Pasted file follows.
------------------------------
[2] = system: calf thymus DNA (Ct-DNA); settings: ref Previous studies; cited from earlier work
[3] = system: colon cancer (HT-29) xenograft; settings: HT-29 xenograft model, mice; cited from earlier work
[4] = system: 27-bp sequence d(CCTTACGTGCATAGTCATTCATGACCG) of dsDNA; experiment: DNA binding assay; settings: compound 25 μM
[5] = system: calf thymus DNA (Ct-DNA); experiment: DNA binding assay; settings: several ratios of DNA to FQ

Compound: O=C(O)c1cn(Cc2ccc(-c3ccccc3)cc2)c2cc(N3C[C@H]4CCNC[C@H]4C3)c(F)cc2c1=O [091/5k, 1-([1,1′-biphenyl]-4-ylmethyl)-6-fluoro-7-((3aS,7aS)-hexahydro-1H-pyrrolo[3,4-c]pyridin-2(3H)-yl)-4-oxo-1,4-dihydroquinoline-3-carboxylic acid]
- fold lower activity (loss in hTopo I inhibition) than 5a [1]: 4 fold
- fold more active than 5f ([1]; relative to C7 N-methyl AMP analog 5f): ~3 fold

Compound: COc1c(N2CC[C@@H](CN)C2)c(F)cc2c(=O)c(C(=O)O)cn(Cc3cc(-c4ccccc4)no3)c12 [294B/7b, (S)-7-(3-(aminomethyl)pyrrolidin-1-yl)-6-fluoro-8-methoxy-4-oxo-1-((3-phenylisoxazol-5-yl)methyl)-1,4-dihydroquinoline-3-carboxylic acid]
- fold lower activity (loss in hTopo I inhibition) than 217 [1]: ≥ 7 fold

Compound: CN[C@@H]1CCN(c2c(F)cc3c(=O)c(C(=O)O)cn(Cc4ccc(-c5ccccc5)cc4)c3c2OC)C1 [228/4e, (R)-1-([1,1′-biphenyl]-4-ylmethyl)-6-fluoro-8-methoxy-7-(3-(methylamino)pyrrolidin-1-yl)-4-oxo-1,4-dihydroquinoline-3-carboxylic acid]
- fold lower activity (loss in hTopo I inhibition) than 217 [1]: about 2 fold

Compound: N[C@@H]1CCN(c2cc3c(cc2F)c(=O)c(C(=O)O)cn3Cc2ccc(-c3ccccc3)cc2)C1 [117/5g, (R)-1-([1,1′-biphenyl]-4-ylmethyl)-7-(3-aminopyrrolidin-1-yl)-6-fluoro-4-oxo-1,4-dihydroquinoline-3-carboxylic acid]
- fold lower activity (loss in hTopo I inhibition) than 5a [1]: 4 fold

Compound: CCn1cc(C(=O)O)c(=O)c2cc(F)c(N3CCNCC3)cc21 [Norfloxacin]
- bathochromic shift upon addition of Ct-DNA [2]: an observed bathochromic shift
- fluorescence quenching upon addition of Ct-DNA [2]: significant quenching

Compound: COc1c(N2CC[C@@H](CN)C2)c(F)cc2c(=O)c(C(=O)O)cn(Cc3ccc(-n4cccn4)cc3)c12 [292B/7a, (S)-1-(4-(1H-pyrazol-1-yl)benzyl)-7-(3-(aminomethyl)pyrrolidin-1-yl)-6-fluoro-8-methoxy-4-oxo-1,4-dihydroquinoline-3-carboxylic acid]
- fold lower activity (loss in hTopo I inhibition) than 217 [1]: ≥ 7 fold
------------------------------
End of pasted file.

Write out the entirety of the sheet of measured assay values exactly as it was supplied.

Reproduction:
[2] = system: calf thymus DNA (Ct-DNA); settings: ref Previous studies; cited from earlier work
[3] = system: colon cancer (HT-29) xenograft; settings: HT-29 xenograft model, mice; cited from earlier work
[4] = system: 27-bp sequence d(CCTTACGTGCATAGTCATTCATGACCG) of dsDNA; experiment: DNA binding assay; settings: compound 25 μM
[5] = system: calf thymus DNA (Ct-DNA); experiment: DNA binding assay; settings: several ratios of DNA to FQ

Compound: O=C(O)c1cn(Cc2ccc(-c3ccccc3)cc2)c2cc(N3C[C@H]4CCNC[C@H]4C3)c(F)cc2c1=O [091/5k, 1-([1,1′-biphenyl]-4-ylmethyl)-6-fluoro-7-((3aS,7aS)-hexahydro-1H-pyrrolo[3,4-c]pyridin-2(3H)-yl)-4-oxo-1,4-dihydroquinoline-3-carboxylic acid]
- fold lower activity (loss in hTopo I inhibition) than 5a [1]: 4 fold
- fold more active than 5f ([1]; relative to C7 N-methyl AMP analog 5f): ~3 fold

Compound: COc1c(N2CC[C@@H](CN)C2)c(F)cc2c(=O)c(C(=O)O)cn(Cc3cc(-c4ccccc4)no3)c12 [294B/7b, (S)-7-(3-(aminomethyl)pyrrolidin-1-yl)-6-fluoro-8-methoxy-4-oxo-1-((3-phenylisoxazol-5-yl)methyl)-1,4-dihydroquinoline-3-carboxylic acid]
- fold lower activity (loss in hTopo I inhibition) than 217 [1]: ≥ 7 fold

Compound: CN[C@@H]1CCN(c2c(F)cc3c(=O)c(C(=O)O)cn(Cc4ccc(-c5ccccc5)cc4)c3c2OC)C1 [228/4e, (R)-1-([1,1′-biphenyl]-4-ylmethyl)-6-fluoro-8-methoxy-7-(3-(methylamino)pyrrolidin-1-yl)-4-oxo-1,4-dihydroquinoline-3-carboxylic acid]
- fold lower activity (loss in hTopo I inhibition) than 217 [1]: about 2 fold

Compound: N[C@@H]1CCN(c2cc3c(cc2F)c(=O)c(C(=O)O)cn3Cc2ccc(-c3ccccc3)cc2)C1 [117/5g, (R)-1-([1,1′-biphenyl]-4-ylmethyl)-7-(3-aminopyrrolidin-1-yl)-6-fluoro-4-oxo-1,4-dihydroquinoline-3-carboxylic acid]
- fold lower activity (loss in hTopo I inhibition) than 5a [1]: 4 fold

Compound: CCn1cc(C(=O)O)c(=O)c2cc(F)c(N3CCNCC3)cc21 [Norfloxacin]
- bathochromic shift upon addition of Ct-DNA [2]: an observed bathochromic shift
- fluorescence quenching upon addition of Ct-DNA [2]: significant quenching

Compound: COc1c(N2CC[C@@H](CN)C2)c(F)cc2c(=O)c(C(=O)O)cn(Cc3ccc(-n4cccn4)cc3)c12 [292B/7a, (S)-1-(4-(1H-pyrazol-1-yl)benzyl)-7-(3-(aminomethyl)pyrrolidin-1-yl)-6-fluoro-8-methoxy-4-oxo-1,4-dihydroquinoline-3-carboxylic acid]
- fold lower activity (loss in hTopo I inhibition) than 217 [1]: ≥ 7 fold